A short iron condor combines a put credit spread and a call credit spread. Imagine the payout diagrams of those two slammed together. It would look something like this.

Here’s the cool part about short iron condors - you can’t fail on both sides at once. If the stock crosses the put strikes, then the call spread will get full profit and visa versa.

The setup is the combination of a put and call credit spread. I’ll use AAPL as an example again.

  • I sell a $300 call option on AAPL that expires in 21 days.
  • I receive $2.00
  • I buy the $305 call option on AAPL that expires in 21 days
  • I pay $1.00
  • I sell a $290 put option on APPL that expires in 21 days
  • I receive $2.00
  • I buy a $285 put option on AAPL that expires in 21 days
  • I pay $1.00
  • My net credit is $2.00 - $1.00 + $2.00 - $1.00 = $2.00 iron condor
  • My maximum profit is $2.00 per contract x 100 shares = $200
  • My maximum loss is $305 - $300 - $2.00 = $3.00 x 100 shares = $300

So here are some tricks to getting the most out of this trade.

  • Try to make the credit you receive 1/3rd of the distance between the strikes.
  • In this case $5.00/3 = $1.67
  • Look for situations where the implied volatility is high relative to the last year.
  • Try to avoid earnings.
  • Look to take profit at 50% of the maximum payout.

The Profitable Trader

Problem - Want higher payouts from trades

Let’s say you’ve mastered all there is to know about spread trades, and you want to take it to the next level. Some of the best traders use short strangles. Essentially, these are uncapped short iron condors.

It’s not something recommended for newer traders because you can lose a lot of money quickly if you don’t know how to manage risk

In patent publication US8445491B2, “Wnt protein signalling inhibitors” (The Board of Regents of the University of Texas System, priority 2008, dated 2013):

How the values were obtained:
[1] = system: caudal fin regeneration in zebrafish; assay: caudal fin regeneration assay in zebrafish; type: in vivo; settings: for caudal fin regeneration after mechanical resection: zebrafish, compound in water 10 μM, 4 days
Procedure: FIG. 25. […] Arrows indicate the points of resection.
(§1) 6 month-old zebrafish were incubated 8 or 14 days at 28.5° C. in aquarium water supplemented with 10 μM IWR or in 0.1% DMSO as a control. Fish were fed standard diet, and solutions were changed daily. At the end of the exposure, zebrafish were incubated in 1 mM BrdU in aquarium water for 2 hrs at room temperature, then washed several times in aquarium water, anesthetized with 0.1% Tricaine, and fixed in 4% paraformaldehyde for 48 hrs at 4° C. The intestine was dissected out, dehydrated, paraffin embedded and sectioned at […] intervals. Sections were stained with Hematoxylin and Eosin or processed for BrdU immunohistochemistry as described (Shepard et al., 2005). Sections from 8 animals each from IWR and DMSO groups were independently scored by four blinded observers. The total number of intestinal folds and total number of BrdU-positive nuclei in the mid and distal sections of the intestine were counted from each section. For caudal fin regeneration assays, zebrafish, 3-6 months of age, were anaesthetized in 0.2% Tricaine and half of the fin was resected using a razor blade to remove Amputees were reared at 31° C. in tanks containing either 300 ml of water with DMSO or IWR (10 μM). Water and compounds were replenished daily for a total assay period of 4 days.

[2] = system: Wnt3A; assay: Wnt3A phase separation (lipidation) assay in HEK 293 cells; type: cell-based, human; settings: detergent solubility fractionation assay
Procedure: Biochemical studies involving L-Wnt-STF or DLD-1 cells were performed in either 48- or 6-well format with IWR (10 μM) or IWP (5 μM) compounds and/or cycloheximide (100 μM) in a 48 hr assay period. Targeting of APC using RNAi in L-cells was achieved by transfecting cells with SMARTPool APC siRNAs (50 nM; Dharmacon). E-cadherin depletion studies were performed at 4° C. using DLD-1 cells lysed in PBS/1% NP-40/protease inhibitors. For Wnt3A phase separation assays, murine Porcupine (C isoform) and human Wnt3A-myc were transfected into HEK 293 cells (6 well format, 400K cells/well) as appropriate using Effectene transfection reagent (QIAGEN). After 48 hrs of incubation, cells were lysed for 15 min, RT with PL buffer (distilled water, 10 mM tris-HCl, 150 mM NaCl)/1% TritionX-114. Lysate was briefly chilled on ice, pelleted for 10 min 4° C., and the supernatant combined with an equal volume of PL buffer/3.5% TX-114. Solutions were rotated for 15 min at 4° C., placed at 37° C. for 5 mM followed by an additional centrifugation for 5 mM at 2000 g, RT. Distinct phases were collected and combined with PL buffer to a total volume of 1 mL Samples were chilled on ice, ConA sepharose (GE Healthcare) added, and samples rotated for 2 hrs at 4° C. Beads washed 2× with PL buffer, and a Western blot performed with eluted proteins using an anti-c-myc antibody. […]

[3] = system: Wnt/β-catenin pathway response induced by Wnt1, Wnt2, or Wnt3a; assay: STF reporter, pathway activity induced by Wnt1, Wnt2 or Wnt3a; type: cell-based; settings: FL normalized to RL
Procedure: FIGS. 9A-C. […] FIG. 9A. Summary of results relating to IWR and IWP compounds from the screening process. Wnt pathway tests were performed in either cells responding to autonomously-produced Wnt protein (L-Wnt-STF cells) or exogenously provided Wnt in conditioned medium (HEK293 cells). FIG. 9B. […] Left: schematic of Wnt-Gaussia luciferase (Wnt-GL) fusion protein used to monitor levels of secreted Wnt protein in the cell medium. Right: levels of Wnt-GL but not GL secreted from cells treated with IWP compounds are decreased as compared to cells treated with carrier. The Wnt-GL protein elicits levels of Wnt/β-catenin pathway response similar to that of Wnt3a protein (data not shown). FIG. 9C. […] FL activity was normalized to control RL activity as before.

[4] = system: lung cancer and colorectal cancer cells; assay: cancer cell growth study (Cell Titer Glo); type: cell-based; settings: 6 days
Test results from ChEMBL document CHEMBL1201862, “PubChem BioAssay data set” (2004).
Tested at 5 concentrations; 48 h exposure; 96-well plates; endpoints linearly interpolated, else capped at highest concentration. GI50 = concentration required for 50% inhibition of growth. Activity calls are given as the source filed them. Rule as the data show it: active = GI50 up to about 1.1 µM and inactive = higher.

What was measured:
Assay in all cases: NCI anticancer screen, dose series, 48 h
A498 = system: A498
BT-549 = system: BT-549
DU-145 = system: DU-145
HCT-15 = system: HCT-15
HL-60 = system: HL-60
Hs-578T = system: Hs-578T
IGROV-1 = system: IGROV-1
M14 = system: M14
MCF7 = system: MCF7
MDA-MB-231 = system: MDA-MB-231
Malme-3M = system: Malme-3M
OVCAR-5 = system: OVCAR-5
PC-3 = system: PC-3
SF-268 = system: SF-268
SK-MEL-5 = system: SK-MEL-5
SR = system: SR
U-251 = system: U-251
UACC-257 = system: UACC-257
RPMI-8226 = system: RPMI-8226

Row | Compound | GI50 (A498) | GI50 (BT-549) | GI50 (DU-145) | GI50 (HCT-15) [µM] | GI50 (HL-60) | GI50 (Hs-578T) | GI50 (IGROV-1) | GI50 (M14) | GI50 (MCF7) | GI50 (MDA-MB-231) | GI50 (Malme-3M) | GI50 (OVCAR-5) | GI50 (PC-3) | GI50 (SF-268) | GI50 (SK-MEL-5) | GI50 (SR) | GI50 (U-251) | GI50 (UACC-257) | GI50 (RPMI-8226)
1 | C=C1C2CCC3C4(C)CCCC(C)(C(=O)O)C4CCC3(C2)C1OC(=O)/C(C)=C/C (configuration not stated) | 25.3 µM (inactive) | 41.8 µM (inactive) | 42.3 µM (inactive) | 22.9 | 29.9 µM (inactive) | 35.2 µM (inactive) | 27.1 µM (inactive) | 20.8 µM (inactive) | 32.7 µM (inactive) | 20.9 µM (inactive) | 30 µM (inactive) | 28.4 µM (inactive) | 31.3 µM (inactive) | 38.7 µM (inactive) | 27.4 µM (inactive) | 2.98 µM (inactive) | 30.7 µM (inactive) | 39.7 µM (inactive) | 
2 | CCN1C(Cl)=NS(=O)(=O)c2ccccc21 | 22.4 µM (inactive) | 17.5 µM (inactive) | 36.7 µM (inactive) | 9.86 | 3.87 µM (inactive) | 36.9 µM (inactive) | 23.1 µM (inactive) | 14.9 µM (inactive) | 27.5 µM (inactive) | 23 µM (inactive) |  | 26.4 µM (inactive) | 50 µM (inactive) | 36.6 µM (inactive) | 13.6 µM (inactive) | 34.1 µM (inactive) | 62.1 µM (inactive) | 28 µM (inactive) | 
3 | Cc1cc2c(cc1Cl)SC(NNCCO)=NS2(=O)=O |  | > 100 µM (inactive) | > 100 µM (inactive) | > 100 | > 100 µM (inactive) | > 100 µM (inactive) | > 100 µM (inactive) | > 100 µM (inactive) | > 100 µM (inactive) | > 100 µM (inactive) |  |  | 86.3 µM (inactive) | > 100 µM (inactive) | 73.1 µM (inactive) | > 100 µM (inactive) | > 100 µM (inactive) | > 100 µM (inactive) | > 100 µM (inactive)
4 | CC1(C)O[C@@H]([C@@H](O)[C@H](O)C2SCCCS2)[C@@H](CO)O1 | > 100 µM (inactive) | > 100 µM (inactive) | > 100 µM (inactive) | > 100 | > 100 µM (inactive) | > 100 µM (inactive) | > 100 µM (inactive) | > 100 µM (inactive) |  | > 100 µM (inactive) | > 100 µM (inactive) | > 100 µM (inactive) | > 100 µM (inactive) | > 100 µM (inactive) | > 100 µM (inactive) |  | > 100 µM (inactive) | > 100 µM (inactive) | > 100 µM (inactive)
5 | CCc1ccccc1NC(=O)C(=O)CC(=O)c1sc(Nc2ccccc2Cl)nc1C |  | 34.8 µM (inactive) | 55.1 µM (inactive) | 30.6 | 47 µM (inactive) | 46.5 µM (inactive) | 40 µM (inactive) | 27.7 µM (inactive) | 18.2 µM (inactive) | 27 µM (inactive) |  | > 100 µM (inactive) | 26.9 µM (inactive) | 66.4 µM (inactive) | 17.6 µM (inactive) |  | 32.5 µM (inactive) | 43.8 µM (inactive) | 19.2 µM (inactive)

Solution - Prepare for the short strangle

Short strangles work like short iron condors without the upper and lower strikes in the credit spread to cap your risk.

This is a basic payout diagram.

Let’s take the previous example with AAPL.

  • I sell a $300 call option on AAPL that expires in 21 days.
  • I receive $2.00
  • I sell a $290 put option on APPL that expires in 21 days
  • I receive $2.00
  • My net credit is $2.00 + $2.00 = $4.00 per short strangle
  • My maximum profit is $4.00 per contract x 100 shares = $400
  • My maximum loss is potentially unlimited

The last point is the most important. You have to be on top of these trades to manage your risk. This means a clear understanding of statistics and risk management.

Even with as comfortable as I am with trading, I never use these trades. However, I know plenty of traders that make good money with this strategy. They leverage deep knowledge of statistics, option greeks, and risk management.

My favorite - the credit spread

I love using credit spreads because they are simple and effective. They’re one of the keys that helped me turn my trading around along with my TPS setups.

You can learn exactly how I leveraged these option strategies to turn my $38,000 account into over $2,000,000 in my free webinar.

Click here to learn more.